In the modern day, making the prediction of a good player making the All Star team is hardly a groundbreaking proclamation. Last year, and this is without looking up the exact number due to general apathy toward the All Star selection process, there were 113 players on the All Star team. Again, that number is officially unofficial. So, in the context of this piece, All Star isn’t being used in a literal sense but in a figurative sense. Considering Bryan LaHair was an actual All Star in 2012, being a literal All Star doesn’t require actually being good at baseball.
So, in as purely a figurative sense as possible, Royals catcher Salvador Perez appears to be on the verge of an All Star career. In 2012, after missing the first 67 games of the season following a March knee injury, Perez built upon his unexpected success from his rookie season, putting up 2.6 fWAR on the strength of solid offensive production for a catcher and some of the best defense in all of baseball.
In 2011, as a rookie with limited prospect pedigree, Perez’s stat line of .331/.361/.473 in 39 games appeared to be nothing more than the product of a fluke small sample size. His .362 BABIP and mediocre plate discipline supported this theory. His sophomore season did not. In 2012, as his BABIP dropped to a much more sustainable .299, Perez continued to hit. Across 76 games and 305 plate appearances, Perez hit 11 home runs with good counting stats (38 runs, 39 RBI). On an advanced metric level, his wOBA (.340) and wRC+ (114) were near identical matches for another of baseball’s bright young stars, Matt Wieters (.331 wOBA, 106 wRC+). To make Perez’s offensive production even more impressive, he put up that line as a 22-year old. When Wieters was 22, he was playing college baseball for Georgia Tech.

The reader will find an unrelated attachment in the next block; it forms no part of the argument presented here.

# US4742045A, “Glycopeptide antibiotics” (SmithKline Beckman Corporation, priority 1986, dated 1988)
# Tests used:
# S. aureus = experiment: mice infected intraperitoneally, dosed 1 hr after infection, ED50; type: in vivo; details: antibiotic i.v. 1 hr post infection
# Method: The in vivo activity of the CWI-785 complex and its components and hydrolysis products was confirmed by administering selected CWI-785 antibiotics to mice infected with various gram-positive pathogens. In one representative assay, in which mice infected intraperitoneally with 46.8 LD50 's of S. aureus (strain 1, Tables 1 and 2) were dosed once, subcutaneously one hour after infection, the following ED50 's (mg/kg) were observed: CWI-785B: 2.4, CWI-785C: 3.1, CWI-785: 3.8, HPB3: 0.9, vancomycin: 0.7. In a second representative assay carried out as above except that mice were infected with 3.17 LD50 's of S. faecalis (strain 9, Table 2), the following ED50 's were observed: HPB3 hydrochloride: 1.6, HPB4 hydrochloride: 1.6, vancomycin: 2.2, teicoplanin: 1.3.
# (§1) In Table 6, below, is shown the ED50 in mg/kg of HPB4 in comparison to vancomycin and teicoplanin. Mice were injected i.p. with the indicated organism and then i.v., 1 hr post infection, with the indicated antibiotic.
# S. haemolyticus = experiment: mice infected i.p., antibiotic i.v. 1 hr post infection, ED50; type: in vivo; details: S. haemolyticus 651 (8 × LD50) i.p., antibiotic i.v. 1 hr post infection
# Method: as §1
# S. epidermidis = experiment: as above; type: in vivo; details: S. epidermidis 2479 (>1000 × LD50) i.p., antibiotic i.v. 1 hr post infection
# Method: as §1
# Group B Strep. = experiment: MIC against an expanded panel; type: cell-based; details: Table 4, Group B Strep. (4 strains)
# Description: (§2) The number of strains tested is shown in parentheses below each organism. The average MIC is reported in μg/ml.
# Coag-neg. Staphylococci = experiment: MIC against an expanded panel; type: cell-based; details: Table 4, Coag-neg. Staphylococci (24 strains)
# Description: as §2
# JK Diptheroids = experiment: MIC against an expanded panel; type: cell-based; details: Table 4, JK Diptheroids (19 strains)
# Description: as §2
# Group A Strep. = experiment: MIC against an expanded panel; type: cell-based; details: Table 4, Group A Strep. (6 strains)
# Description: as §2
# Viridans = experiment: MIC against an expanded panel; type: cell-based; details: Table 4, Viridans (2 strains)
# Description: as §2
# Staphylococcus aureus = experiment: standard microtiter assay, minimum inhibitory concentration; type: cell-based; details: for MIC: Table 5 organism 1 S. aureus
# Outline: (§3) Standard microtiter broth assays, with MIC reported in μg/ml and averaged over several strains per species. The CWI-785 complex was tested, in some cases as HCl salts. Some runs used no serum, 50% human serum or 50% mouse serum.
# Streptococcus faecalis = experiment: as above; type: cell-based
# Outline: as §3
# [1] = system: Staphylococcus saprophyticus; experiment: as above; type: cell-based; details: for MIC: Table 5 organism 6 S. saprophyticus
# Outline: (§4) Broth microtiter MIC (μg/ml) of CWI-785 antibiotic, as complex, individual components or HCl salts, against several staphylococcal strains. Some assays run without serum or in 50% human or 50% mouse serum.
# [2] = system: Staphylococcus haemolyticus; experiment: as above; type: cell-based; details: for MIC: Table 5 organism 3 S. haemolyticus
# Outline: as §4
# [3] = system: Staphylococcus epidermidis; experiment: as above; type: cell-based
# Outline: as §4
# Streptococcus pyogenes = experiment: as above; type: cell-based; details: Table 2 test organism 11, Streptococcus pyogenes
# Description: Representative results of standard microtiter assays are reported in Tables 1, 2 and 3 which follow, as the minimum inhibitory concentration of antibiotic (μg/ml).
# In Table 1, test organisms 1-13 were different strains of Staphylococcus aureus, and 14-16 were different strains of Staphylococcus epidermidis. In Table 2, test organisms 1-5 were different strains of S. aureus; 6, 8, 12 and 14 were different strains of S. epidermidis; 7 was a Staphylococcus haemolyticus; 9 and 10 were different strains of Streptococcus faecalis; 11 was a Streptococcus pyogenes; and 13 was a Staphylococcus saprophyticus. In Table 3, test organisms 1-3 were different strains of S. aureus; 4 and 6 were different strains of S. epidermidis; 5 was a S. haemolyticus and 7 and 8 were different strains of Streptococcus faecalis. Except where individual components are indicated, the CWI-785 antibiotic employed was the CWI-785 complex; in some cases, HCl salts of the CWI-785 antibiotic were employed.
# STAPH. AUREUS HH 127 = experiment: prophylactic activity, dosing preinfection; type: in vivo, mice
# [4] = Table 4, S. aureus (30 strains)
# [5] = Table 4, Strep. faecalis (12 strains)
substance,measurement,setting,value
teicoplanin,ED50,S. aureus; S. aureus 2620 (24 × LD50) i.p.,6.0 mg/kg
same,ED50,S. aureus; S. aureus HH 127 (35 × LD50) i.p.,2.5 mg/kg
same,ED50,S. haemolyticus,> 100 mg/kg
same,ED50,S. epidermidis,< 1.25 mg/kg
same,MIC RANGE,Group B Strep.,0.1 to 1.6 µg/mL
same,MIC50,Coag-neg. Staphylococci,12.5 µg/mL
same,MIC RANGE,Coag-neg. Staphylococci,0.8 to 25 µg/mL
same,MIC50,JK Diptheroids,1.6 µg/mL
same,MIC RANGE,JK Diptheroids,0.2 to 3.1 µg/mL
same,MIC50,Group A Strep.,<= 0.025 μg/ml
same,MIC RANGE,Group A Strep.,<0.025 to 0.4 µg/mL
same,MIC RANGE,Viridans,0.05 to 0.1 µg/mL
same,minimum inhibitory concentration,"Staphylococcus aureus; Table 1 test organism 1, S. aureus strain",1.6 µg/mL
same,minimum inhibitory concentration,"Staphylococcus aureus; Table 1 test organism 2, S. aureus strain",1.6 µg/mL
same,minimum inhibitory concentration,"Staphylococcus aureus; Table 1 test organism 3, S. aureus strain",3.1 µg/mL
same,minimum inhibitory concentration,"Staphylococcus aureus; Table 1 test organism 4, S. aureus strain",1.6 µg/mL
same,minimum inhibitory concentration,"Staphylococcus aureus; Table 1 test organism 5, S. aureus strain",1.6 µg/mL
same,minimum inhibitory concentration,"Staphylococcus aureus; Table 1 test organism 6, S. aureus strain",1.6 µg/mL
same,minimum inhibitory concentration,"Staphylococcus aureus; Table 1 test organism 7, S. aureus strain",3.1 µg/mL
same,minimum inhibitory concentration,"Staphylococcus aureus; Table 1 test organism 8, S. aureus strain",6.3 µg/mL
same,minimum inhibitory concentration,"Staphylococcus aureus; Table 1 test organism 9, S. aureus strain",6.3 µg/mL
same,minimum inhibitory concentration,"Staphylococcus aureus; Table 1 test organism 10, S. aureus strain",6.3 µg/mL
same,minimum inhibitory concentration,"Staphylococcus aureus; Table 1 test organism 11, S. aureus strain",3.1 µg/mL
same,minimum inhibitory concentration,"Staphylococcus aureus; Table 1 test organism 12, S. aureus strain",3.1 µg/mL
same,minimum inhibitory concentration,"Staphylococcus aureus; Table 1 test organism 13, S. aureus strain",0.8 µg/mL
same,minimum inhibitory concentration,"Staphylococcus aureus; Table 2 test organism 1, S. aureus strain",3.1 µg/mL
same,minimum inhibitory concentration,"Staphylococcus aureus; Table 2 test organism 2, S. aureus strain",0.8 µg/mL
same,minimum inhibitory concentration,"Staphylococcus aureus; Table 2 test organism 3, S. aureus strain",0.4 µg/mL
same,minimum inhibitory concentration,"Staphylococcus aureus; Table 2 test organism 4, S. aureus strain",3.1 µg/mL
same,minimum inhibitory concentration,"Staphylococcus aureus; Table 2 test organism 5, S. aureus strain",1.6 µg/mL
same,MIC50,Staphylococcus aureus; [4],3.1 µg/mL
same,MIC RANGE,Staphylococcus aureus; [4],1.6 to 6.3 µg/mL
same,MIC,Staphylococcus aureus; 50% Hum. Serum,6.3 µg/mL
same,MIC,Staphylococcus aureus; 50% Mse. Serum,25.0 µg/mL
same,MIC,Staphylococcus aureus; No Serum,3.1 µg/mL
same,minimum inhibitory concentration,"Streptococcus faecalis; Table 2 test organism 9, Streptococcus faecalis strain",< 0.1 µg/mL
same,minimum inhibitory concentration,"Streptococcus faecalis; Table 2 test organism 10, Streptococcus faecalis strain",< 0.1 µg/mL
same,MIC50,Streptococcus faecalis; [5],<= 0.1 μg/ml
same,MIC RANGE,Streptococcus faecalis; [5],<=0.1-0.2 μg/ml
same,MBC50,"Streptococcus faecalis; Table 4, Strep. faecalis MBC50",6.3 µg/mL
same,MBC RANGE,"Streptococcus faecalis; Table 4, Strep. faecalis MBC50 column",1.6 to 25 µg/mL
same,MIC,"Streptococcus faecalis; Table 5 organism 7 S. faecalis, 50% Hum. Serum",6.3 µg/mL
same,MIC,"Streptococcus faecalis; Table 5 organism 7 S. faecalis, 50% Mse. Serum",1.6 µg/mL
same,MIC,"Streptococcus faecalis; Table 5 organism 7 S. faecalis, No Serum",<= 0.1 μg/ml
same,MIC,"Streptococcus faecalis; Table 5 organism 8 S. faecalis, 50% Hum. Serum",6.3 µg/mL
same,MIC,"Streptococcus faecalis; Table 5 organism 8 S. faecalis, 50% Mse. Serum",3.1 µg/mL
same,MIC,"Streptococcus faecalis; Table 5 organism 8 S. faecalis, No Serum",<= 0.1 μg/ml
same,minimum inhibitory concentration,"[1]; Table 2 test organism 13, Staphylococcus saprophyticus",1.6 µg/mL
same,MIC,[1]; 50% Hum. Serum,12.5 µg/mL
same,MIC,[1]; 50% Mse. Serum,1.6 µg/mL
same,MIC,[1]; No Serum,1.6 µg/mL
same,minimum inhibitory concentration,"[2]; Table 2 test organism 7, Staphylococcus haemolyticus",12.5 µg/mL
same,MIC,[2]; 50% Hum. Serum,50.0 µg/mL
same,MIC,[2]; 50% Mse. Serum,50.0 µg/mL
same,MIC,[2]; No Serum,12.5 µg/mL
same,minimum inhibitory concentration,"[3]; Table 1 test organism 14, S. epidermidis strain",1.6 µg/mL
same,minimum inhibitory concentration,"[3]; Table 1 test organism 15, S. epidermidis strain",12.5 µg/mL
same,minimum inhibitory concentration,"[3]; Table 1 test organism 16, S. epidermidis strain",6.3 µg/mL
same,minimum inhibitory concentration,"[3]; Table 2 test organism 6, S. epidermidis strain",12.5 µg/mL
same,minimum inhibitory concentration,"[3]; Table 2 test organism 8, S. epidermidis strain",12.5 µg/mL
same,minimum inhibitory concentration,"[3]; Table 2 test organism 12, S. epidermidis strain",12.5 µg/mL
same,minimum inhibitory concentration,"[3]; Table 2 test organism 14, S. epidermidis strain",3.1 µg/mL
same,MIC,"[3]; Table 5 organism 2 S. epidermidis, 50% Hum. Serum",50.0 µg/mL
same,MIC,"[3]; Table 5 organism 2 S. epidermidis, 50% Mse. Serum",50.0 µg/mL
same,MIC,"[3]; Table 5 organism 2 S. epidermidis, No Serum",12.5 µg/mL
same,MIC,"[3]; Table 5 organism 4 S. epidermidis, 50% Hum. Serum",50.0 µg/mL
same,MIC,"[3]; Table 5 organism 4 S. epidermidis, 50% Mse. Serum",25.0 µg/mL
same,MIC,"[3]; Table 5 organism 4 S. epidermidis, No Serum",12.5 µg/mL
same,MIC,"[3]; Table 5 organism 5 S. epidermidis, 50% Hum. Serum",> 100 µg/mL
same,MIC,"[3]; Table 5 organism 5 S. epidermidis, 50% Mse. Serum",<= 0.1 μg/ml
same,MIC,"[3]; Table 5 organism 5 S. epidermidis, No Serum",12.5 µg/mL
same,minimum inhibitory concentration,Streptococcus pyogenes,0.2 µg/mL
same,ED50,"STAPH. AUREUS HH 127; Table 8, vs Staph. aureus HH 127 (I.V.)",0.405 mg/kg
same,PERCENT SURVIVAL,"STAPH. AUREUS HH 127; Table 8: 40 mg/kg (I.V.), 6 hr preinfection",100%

Defensively, incredibly enough, Perez is an even more advanced product than he is offensively. In 2012, he led all of baseball by throwing out 41.9% of runners during stolen base attempts. Stealing bases against Kansas City became near impossible once Perez took over behind the dish, and his arm will remain an asset for the Royals going forward. His success at controlling the running game was no one-time occurrence, as throughout his time in the minors, he received plus grades on his throwing arm and throwing accuracy. The only skill Perez lacks from a defensive perspective is handling pitches in the dirt, but with a full year of health to his credit, he’ll likely improve in this area before opening day.
Despite entering his third season as a big leaguer, he’s notably younger than many of his contemporaries still in the minor leagues Baseball's most heralded minor league catcher, Travis d’Arnaud of the Mets, is fifteen months older. Were Perez still in the minor leagues, he would be unanimously regarded as one of baseball’s best prospects, ranking right alongside Jurickson Profar, Oscar Taveras, and Dylan Bundy. But instead of appearing on scout’s lists of the best minor leaguers in the game, he’s honing his skills at baseball’s highest level.
Kansas City’s farm system routinely receives heaps of praise for its wealth of talent, and oddly enough, it is one of the team’s overlooked youngsters who is on the verge of becoming the best of the bunch. Salvador Perez is another productive season away from being a figurative All Star, and if the rest of baseball takes notice, he’ll be a literal one, too.
stats courtesy of
stats courtesy of